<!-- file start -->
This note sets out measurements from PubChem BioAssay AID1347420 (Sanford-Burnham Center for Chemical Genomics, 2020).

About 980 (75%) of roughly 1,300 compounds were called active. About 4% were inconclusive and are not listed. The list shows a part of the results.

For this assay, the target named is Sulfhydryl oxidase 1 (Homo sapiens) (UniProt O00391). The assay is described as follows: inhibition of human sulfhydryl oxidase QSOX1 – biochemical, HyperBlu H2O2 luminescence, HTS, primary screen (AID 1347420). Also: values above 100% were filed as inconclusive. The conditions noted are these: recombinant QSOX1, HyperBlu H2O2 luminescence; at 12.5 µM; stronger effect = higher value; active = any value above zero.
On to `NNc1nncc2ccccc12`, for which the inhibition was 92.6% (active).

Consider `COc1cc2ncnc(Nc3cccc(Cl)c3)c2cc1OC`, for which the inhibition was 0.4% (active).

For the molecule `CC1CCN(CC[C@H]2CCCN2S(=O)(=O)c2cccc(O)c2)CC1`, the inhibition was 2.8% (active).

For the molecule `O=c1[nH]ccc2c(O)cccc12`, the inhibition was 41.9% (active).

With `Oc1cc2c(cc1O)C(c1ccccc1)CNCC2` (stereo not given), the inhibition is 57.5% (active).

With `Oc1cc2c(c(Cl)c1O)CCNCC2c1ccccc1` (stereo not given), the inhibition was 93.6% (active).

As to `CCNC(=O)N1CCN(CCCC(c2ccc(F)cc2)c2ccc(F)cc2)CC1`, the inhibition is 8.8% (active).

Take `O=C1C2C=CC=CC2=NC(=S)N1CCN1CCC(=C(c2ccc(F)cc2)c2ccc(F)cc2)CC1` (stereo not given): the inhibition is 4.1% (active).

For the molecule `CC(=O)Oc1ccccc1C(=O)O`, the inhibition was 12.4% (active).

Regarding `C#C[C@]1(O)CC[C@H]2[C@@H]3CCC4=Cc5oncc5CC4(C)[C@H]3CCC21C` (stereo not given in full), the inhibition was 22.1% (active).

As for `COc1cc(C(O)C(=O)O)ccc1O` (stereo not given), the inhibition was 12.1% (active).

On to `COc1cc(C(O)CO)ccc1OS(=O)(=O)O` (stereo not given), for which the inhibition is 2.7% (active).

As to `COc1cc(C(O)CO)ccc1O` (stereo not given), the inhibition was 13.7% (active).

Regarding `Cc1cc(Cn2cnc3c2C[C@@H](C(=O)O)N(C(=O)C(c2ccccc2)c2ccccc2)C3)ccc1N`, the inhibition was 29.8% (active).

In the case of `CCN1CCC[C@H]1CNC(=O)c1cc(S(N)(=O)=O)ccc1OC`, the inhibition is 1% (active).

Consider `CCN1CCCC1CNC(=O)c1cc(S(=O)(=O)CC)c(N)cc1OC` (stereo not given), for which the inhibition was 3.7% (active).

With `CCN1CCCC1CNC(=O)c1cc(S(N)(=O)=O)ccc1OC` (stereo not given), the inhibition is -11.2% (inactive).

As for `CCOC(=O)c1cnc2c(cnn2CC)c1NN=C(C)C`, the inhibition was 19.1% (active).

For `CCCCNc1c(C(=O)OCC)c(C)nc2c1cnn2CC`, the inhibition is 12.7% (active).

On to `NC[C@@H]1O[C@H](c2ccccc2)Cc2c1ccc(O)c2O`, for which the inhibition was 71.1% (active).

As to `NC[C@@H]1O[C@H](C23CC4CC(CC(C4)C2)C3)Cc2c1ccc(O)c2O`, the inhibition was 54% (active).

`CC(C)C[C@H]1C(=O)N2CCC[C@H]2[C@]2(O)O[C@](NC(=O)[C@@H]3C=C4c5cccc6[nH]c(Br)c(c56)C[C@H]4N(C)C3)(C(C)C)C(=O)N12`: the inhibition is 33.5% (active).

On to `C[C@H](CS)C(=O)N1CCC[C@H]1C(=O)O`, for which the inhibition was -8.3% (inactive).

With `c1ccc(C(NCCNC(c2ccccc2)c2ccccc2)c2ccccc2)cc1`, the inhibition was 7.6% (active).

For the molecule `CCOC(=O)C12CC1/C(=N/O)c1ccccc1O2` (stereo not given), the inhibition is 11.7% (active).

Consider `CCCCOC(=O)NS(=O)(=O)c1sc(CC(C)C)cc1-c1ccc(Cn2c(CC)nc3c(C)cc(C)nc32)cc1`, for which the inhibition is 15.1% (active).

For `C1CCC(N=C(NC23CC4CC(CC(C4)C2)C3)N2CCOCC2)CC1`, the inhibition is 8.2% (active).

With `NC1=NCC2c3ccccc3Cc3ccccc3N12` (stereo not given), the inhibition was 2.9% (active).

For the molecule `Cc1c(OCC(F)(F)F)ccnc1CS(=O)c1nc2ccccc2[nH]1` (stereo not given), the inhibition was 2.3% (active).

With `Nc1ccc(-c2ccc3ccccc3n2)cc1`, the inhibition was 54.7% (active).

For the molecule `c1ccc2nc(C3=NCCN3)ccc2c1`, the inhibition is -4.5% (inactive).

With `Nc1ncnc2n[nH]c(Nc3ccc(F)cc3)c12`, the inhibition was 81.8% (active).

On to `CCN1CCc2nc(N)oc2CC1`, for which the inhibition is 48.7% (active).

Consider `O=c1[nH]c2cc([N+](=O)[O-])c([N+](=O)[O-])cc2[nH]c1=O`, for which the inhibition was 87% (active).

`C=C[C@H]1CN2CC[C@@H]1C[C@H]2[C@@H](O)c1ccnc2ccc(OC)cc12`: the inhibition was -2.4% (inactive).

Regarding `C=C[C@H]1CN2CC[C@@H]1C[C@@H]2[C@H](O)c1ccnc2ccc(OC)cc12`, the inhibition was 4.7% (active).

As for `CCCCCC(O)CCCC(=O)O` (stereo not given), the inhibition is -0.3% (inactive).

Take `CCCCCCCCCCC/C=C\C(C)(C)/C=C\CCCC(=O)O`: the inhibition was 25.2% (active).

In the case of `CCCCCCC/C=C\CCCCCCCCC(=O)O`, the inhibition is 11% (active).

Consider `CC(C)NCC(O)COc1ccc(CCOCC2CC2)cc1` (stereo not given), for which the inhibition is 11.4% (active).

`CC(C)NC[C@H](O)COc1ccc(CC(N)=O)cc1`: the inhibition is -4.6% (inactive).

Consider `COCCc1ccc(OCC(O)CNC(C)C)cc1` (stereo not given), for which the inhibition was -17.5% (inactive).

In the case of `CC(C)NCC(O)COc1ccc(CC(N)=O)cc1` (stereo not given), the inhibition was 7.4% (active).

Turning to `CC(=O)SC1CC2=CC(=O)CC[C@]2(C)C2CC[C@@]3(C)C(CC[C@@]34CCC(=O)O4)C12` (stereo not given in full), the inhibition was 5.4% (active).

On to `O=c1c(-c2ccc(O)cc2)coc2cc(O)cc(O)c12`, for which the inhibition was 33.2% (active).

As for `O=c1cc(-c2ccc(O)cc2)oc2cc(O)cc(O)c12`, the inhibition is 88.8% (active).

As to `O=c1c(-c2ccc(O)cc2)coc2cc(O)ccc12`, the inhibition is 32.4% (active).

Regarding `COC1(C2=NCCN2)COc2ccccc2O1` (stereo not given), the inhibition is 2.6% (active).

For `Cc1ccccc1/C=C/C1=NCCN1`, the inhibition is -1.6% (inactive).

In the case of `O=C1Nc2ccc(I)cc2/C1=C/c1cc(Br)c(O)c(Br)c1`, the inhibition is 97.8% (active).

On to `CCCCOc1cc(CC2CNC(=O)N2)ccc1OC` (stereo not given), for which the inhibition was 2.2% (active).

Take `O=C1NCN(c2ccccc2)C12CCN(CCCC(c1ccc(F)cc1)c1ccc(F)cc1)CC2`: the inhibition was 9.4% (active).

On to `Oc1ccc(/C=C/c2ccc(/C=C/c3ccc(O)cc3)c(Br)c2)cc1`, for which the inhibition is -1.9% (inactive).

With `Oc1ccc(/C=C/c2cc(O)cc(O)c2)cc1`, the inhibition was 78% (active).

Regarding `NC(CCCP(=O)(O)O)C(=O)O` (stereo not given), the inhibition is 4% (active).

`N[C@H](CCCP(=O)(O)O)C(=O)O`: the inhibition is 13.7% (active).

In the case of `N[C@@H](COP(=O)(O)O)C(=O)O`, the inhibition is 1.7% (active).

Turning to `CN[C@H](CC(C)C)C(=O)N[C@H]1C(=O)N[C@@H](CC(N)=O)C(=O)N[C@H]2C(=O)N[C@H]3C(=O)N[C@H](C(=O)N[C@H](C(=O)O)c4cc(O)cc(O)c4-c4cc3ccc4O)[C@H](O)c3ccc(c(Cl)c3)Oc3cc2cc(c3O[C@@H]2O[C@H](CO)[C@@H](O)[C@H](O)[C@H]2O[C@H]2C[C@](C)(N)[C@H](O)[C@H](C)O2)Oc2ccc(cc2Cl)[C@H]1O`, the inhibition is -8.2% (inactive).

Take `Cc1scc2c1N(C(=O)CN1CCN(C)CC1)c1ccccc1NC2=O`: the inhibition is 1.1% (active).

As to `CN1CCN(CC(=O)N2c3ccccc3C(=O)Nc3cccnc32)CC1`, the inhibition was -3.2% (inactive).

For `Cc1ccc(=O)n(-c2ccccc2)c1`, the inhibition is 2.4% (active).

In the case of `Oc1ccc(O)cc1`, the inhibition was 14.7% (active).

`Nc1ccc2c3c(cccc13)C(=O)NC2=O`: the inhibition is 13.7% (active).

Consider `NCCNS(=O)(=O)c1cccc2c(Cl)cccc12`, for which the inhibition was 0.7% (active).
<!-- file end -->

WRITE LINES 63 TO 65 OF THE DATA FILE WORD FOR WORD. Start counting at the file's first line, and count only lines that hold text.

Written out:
As to `CN1CCN(CC(=O)N2c3ccccc3C(=O)Nc3cccnc32)CC1`, the inhibition was -3.2% (inactive).

For `Cc1ccc(=O)n(-c2ccccc2)c1`, the inhibition is 2.4% (active).

In the case of `Oc1ccc(O)cc1`, the inhibition was 14.7% (active).